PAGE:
More fundamentally, Merrifield encouraged the Pirates team to depart from the game's linear storytelling to adopt Club Penguin's open-ended approach, in which the players have more say in the narrative and provide direction on the types of weapons, battles or quests they experience online.
That represents a fundamental shift in Disney's philosophy. Previously, whenever players sent e-mails suggesting ways to improve online games like Pirates or Toontown, they got an automated response saying the entertainment company did not accept unsolicited ideas.
"We retooled it. The foundation is where it needs to be. . . . We're hearing a lot of stories now about kids playing," Merrifield said.
Allowing players to determine the action on screen, Merrifield said, provides "a limitless supply of new content" and allows kids to become the storytellers. He credits 8-year-olds with some of Club Penguin's most popular ideas -- like the addition of ninjas.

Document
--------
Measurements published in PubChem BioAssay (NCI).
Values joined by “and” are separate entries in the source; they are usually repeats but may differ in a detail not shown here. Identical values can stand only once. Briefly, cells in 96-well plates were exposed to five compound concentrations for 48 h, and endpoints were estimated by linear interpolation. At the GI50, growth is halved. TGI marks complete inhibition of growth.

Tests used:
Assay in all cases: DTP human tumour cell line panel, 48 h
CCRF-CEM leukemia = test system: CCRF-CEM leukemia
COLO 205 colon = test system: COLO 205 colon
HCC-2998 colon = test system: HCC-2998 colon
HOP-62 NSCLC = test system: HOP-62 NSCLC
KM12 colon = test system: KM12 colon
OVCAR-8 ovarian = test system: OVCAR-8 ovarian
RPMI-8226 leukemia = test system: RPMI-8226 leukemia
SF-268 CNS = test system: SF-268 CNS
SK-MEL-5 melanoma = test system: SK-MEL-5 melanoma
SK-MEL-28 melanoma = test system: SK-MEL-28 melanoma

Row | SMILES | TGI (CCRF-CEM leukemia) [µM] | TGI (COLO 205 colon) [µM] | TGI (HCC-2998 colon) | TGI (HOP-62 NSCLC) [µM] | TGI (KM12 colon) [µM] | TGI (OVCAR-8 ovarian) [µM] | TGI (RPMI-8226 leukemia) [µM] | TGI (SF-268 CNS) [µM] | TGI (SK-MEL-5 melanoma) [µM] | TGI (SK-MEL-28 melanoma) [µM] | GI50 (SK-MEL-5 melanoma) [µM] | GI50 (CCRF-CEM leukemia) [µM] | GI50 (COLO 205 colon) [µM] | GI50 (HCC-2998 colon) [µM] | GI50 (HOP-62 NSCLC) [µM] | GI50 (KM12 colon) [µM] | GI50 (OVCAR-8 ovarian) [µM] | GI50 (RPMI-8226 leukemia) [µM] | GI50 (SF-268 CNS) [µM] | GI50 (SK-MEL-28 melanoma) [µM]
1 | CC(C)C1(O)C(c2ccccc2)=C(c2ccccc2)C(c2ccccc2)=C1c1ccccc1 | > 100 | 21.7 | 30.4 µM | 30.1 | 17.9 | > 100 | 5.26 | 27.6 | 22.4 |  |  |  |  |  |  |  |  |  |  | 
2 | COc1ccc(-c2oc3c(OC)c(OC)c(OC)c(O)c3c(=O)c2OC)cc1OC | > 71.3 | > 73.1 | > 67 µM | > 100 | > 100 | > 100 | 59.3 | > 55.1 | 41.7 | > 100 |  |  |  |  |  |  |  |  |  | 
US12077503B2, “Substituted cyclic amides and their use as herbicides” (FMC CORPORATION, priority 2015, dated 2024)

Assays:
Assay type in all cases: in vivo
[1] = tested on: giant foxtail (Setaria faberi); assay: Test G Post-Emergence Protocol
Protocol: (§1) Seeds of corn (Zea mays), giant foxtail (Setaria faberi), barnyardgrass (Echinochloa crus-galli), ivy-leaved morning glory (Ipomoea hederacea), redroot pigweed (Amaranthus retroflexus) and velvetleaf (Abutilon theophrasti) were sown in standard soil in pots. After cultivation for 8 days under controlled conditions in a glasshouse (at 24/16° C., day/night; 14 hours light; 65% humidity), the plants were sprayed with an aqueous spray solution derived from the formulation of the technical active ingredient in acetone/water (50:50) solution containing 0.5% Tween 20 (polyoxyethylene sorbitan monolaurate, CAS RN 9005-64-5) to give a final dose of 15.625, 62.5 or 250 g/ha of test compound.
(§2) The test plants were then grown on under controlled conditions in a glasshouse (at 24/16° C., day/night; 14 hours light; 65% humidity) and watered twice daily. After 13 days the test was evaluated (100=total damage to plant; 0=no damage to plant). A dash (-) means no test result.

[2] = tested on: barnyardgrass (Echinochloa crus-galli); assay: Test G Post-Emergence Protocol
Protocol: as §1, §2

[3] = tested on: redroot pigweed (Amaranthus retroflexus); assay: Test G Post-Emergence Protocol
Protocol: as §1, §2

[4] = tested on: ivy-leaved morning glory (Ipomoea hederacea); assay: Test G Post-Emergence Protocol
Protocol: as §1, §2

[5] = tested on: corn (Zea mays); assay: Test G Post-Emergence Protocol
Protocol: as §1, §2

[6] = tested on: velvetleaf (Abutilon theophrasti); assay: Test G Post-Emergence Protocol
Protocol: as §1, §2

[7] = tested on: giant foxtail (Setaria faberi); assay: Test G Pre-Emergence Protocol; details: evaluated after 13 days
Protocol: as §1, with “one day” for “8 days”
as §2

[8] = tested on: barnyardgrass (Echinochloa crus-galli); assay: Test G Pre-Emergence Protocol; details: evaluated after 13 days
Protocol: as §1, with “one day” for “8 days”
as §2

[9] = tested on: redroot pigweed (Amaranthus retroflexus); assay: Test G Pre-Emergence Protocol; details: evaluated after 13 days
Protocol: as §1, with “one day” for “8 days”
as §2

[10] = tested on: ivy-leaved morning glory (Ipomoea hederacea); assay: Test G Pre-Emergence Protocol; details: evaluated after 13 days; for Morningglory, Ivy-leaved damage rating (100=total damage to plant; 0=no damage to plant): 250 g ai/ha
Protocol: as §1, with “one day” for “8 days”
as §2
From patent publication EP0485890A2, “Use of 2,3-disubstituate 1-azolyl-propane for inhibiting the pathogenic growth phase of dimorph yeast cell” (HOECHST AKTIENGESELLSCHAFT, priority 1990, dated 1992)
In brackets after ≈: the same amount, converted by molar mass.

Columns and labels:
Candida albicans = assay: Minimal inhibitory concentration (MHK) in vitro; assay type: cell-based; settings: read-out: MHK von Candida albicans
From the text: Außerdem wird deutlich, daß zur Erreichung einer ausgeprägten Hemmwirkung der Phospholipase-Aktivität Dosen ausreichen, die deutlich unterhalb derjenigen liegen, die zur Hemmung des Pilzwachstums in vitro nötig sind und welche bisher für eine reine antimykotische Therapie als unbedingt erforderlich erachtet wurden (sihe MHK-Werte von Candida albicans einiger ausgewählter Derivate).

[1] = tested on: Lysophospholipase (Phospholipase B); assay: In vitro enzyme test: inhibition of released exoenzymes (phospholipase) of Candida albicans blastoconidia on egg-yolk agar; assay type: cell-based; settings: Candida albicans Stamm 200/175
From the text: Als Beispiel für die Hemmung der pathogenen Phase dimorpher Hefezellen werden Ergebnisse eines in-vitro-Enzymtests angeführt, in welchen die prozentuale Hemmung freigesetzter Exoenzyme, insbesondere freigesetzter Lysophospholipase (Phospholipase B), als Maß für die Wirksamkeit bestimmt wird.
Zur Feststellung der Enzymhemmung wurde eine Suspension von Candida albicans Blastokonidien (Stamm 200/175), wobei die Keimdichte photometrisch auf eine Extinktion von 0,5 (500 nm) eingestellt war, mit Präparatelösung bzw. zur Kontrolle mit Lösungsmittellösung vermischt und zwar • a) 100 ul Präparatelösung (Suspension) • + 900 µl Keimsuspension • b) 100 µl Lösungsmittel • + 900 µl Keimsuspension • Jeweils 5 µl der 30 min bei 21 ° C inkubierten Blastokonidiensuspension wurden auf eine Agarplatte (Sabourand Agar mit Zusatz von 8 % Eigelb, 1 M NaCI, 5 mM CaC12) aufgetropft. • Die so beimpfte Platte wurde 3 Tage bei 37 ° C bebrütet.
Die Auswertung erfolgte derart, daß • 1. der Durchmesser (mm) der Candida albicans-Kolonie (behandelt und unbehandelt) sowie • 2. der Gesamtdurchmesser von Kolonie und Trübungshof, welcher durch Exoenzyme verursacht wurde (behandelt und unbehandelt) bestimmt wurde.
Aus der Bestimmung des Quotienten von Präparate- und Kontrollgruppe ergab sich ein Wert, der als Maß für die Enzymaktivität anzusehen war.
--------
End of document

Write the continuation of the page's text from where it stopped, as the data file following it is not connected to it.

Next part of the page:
Merrifield is applying the same approach to World of Cars. Players start by designing their own car, picking from among body types (stock car, say, or sleek, aerodynamic Porsche), colors and race-car numbers. As they roll down the main drag of Radiator Springs, they can choose to interact with characters from the movie, or head to Fillmore Fields to race through a hay bale maze with friends playing online.
"My goal is to make sure that Disney, from a virtual world standpoint, has the same tradition that Pixar does in 3-D computer animation," Merrifield said